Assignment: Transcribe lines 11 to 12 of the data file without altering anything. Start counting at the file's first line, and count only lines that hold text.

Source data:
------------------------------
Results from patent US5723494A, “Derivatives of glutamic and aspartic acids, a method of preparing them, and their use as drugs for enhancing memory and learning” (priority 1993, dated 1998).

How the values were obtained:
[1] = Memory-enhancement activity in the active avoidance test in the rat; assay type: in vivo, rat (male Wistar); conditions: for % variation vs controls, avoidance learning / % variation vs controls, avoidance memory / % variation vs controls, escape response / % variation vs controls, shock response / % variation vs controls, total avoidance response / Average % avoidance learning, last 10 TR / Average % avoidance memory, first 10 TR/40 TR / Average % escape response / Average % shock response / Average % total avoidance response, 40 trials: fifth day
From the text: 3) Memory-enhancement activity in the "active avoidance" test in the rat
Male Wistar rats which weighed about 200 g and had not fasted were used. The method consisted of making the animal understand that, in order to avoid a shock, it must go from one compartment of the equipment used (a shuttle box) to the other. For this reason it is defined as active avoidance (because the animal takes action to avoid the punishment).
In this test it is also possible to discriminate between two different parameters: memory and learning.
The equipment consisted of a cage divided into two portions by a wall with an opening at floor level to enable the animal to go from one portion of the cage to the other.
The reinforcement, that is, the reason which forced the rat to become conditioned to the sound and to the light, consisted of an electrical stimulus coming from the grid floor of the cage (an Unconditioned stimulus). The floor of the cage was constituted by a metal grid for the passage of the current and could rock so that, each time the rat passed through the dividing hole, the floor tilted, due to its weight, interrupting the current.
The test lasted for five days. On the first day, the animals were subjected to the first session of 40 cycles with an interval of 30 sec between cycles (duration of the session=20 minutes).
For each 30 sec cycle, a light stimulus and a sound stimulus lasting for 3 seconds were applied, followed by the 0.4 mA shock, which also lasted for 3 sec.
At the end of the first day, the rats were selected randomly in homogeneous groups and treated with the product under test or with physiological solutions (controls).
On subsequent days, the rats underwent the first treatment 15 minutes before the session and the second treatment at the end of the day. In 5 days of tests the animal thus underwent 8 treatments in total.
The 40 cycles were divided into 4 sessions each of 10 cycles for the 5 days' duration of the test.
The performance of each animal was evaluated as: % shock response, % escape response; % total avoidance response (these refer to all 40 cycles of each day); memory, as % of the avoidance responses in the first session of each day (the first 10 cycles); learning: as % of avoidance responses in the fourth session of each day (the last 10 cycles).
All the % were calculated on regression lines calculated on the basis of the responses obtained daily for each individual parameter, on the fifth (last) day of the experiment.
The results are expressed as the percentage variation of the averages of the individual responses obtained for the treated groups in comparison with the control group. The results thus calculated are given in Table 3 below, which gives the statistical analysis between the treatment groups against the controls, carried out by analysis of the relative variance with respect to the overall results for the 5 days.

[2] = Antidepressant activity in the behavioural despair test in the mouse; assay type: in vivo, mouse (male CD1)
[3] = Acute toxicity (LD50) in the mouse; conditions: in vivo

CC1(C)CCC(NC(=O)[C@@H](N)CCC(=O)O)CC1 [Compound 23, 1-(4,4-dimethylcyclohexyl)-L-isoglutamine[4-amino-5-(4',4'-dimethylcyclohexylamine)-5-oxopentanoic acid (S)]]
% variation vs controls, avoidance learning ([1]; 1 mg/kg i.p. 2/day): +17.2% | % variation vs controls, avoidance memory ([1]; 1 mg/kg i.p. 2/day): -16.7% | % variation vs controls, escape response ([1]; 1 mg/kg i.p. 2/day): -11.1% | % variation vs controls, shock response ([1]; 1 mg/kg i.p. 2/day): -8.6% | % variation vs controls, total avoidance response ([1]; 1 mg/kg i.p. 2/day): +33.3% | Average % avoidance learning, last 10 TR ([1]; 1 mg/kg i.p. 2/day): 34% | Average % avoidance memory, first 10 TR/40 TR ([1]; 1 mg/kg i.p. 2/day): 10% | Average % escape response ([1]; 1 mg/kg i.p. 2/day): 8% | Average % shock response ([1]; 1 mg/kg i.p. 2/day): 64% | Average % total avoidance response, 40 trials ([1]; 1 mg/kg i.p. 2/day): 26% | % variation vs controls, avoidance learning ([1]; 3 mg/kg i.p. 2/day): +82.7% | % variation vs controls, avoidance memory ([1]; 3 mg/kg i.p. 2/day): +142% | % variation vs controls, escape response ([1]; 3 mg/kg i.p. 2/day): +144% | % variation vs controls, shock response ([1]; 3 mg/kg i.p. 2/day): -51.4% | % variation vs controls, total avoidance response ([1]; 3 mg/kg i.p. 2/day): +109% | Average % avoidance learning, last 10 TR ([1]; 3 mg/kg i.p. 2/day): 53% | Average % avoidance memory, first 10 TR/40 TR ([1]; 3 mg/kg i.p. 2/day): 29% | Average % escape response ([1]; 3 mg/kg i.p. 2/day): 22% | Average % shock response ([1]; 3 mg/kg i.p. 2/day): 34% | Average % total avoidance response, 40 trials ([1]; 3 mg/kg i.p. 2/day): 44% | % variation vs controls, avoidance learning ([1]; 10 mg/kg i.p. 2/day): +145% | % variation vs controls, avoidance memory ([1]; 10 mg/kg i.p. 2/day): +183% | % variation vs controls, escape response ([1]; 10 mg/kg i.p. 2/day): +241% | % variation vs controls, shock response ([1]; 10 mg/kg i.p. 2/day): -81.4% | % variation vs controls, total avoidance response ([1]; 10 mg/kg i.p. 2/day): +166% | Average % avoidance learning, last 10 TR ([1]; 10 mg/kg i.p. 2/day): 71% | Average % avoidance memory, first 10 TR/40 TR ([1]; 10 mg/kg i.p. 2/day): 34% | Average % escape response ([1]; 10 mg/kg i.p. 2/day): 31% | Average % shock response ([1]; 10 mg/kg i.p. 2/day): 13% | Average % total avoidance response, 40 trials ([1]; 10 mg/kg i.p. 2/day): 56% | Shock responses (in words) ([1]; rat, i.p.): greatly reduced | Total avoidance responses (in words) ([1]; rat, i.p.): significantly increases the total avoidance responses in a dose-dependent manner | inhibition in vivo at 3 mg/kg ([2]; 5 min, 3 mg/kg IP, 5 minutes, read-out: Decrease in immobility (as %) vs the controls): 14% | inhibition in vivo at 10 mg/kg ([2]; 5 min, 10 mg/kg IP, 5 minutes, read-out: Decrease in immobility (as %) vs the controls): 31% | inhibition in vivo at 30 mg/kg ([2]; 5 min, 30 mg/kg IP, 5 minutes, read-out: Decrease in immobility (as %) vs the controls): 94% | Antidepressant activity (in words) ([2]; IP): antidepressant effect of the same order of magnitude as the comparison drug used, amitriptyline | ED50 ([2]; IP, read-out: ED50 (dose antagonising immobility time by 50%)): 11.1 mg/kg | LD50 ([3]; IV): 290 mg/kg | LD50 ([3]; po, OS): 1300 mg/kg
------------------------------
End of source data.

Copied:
At the end of the first day, the rats were selected randomly in homogeneous groups and treated with the product under test or with physiological solutions (controls).
On subsequent days, the rats underwent the first treatment 15 minutes before the session and the second treatment at the end of the day. In 5 days of tests the animal thus underwent 8 treatments in total.